Mar 15 2010
Dear Ms. Resnick,
Has it ever been a long wait for the follow up book to “Disappearing Nightly!” Which I’m sure I don’t need to tell you about. When I read, and loved, it in late 2005, I was peeved that it would probably take a year to find out if Esther and Lopez would get together. Little did I know…So I was a happy camper when news of “Doppelgangster” reached me and even happier after I’d finished it and read that there should be at least two more books to look forward to in the series.
Esther Diamond, aspiring actress in New York City, finds a whole new set of Evil People up to no good in the five boroughs. After the show she was in closes, Esther returns to waiting tables at Bella Stella, a restaurant frequented by several members of the Mafia. When she witnesses a mob hit, even though she didn’t actually see anything – and isn’t that the excuse all would be witnesses tell the police? – she and Max Zadok, along with wise guy Lucky Battistuzzi, find themselves frantically racing to eliminate someone who’s clever, connected to magic, and trying to start a mob war in the Big Apple. Oh, and keep Detective Lopez, who’s just been transferred to the Organized Crime Control Bureau, from figuring out what the three of them are really up to.
While the plot, as a whole, is creepy enough to give me the same willies it does to Max, Esther and Lucky, it doesn’t exactly zip along despite the short length of time the action actually encompasses. First our three principles have to get a rough idea of what’s going on, then it all gets rehashed every time someone new has to be told about it and then the basic information must be honed and new insights discovered, usually through improbably circumstances, just when needed. As bored as Esther and Lucky got reading and researching in Max’s antique book collection, I was still more bored reading about them doing it.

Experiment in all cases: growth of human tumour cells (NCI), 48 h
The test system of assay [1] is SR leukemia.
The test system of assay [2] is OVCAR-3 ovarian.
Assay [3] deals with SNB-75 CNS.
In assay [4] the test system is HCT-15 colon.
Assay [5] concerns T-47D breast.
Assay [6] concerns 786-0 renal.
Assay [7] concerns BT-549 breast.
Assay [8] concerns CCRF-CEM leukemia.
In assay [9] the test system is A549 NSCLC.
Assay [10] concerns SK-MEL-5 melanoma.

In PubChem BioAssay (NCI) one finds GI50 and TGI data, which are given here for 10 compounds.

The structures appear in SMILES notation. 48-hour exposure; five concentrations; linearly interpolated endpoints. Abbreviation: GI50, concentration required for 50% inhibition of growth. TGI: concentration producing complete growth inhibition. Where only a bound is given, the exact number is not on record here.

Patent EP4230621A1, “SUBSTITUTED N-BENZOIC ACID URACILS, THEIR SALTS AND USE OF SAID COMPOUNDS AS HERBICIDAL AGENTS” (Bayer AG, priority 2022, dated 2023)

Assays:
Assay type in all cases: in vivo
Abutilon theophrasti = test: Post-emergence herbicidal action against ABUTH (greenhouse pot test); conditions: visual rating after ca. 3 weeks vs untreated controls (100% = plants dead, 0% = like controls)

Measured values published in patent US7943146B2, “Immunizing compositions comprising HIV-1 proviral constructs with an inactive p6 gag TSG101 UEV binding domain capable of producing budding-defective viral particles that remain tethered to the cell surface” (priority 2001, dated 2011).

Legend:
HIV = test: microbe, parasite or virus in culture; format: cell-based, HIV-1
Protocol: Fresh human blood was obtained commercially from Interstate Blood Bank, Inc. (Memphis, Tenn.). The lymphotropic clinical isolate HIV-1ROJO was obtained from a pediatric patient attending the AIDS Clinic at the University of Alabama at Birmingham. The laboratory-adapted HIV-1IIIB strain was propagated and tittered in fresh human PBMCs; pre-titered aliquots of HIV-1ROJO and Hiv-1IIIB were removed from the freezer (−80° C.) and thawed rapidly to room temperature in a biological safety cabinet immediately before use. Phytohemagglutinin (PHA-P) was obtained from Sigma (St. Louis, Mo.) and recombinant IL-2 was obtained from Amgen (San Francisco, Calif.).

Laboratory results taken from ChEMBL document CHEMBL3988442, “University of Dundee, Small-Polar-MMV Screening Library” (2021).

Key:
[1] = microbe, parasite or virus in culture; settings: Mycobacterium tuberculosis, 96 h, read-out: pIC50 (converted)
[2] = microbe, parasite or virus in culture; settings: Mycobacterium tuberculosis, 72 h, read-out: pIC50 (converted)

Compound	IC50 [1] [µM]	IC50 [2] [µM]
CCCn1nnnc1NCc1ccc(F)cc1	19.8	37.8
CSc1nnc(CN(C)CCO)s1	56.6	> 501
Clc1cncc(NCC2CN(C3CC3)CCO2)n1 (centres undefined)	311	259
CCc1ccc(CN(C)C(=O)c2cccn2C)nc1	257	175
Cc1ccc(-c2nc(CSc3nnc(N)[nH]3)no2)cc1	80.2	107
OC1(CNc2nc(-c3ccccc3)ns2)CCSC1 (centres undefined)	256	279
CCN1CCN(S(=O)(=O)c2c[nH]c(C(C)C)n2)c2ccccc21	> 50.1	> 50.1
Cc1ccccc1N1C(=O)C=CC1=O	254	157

There’s a lot of talking and more talking and still more talking that goes on in this book. And the sparkling dialogue that delighted me in the first book makes only sporadic appearances here. Without the A grade I gave to “Disappearing Nightly” and my anticipation for this book, I’m afraid I might have tossed in the towel before getting to the good parts here. The scattered “now why aren’t they clueing into the glaring warning signs” moments didn’t help either. It’s not that I expect this plot to make total sense, things come from seeming nowhere on a routine basis, but I expect the main characters, who’ve spent the whole book fixated on what they think the problem is, to recognize the problem when it shows up right in their faces.
I had also hoped for more romance between Esther and Lopez. They’re certainly willing and give it their best shots but I need more. And then the ending, while it does make sense, isn’t the reward I’d hoped for them for the whole book. However, I will continue to cross my fingers that you have more planned for them. And I’m also willing to overlook a lot of disappointment for Lopez’s last line in Chapter 25. Yes, it’s that line that boosts the total grade to B-.